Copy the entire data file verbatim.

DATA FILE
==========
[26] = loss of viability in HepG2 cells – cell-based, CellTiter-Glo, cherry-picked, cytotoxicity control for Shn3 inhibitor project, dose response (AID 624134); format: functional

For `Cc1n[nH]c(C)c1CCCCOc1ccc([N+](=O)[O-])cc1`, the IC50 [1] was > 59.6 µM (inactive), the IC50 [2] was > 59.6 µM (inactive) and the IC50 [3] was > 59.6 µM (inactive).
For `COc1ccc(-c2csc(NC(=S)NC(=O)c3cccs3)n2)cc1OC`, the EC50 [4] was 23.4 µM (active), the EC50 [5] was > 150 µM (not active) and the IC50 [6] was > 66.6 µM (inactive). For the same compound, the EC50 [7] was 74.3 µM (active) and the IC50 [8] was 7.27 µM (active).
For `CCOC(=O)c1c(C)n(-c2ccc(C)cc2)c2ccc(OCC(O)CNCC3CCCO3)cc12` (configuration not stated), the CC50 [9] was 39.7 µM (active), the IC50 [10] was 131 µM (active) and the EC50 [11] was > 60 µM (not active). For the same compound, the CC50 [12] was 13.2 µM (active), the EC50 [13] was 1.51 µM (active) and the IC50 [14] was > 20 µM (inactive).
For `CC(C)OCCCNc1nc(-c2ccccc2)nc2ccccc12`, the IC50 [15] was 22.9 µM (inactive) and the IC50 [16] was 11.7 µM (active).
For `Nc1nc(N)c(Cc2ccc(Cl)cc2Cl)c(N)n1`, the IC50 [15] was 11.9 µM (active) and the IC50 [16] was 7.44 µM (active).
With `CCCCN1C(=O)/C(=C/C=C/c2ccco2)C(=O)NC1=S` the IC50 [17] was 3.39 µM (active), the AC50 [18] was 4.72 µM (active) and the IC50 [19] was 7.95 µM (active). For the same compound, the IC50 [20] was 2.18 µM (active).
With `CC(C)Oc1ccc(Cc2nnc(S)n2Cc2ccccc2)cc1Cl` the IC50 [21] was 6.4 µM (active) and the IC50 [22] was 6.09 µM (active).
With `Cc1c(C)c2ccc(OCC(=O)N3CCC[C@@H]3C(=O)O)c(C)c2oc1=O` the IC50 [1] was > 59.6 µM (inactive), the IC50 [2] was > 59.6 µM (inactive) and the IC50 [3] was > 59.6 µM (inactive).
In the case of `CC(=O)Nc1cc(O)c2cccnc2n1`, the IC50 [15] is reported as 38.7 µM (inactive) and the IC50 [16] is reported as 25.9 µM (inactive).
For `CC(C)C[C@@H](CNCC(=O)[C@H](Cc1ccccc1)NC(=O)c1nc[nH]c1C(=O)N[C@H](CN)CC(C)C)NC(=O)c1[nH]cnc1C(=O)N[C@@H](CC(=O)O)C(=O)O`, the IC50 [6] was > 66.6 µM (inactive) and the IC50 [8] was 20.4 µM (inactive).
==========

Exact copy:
[26] = loss of viability in HepG2 cells – cell-based, CellTiter-Glo, cherry-picked, cytotoxicity control for Shn3 inhibitor project, dose response (AID 624134); format: functional

For `Cc1n[nH]c(C)c1CCCCOc1ccc([N+](=O)[O-])cc1`, the IC50 [1] was > 59.6 µM (inactive), the IC50 [2] was > 59.6 µM (inactive) and the IC50 [3] was > 59.6 µM (inactive).
For `COc1ccc(-c2csc(NC(=S)NC(=O)c3cccs3)n2)cc1OC`, the EC50 [4] was 23.4 µM (active), the EC50 [5] was > 150 µM (not active) and the IC50 [6] was > 66.6 µM (inactive). For the same compound, the EC50 [7] was 74.3 µM (active) and the IC50 [8] was 7.27 µM (active).
For `CCOC(=O)c1c(C)n(-c2ccc(C)cc2)c2ccc(OCC(O)CNCC3CCCO3)cc12` (configuration not stated), the CC50 [9] was 39.7 µM (active), the IC50 [10] was 131 µM (active) and the EC50 [11] was > 60 µM (not active). For the same compound, the CC50 [12] was 13.2 µM (active), the EC50 [13] was 1.51 µM (active) and the IC50 [14] was > 20 µM (inactive).
For `CC(C)OCCCNc1nc(-c2ccccc2)nc2ccccc12`, the IC50 [15] was 22.9 µM (inactive) and the IC50 [16] was 11.7 µM (active).
For `Nc1nc(N)c(Cc2ccc(Cl)cc2Cl)c(N)n1`, the IC50 [15] was 11.9 µM (active) and the IC50 [16] was 7.44 µM (active).
With `CCCCN1C(=O)/C(=C/C=C/c2ccco2)C(=O)NC1=S` the IC50 [17] was 3.39 µM (active), the AC50 [18] was 4.72 µM (active) and the IC50 [19] was 7.95 µM (active). For the same compound, the IC50 [20] was 2.18 µM (active).
With `CC(C)Oc1ccc(Cc2nnc(S)n2Cc2ccccc2)cc1Cl` the IC50 [21] was 6.4 µM (active) and the IC50 [22] was 6.09 µM (active).
With `Cc1c(C)c2ccc(OCC(=O)N3CCC[C@@H]3C(=O)O)c(C)c2oc1=O` the IC50 [1] was > 59.6 µM (inactive), the IC50 [2] was > 59.6 µM (inactive) and the IC50 [3] was > 59.6 µM (inactive).
In the case of `CC(=O)Nc1cc(O)c2cccnc2n1`, the IC50 [15] is reported as 38.7 µM (inactive) and the IC50 [16] is reported as 25.9 µM (inactive).
For `CC(C)C[C@@H](CNCC(=O)[C@H](Cc1ccccc1)NC(=O)c1nc[nH]c1C(=O)N[C@H](CN)CC(C)C)NC(=O)c1[nH]cnc1C(=O)N[C@@H](CC(=O)O)C(=O)O`, the IC50 [6] was > 66.6 µM (inactive) and the IC50 [8] was 20.4 µM (inactive).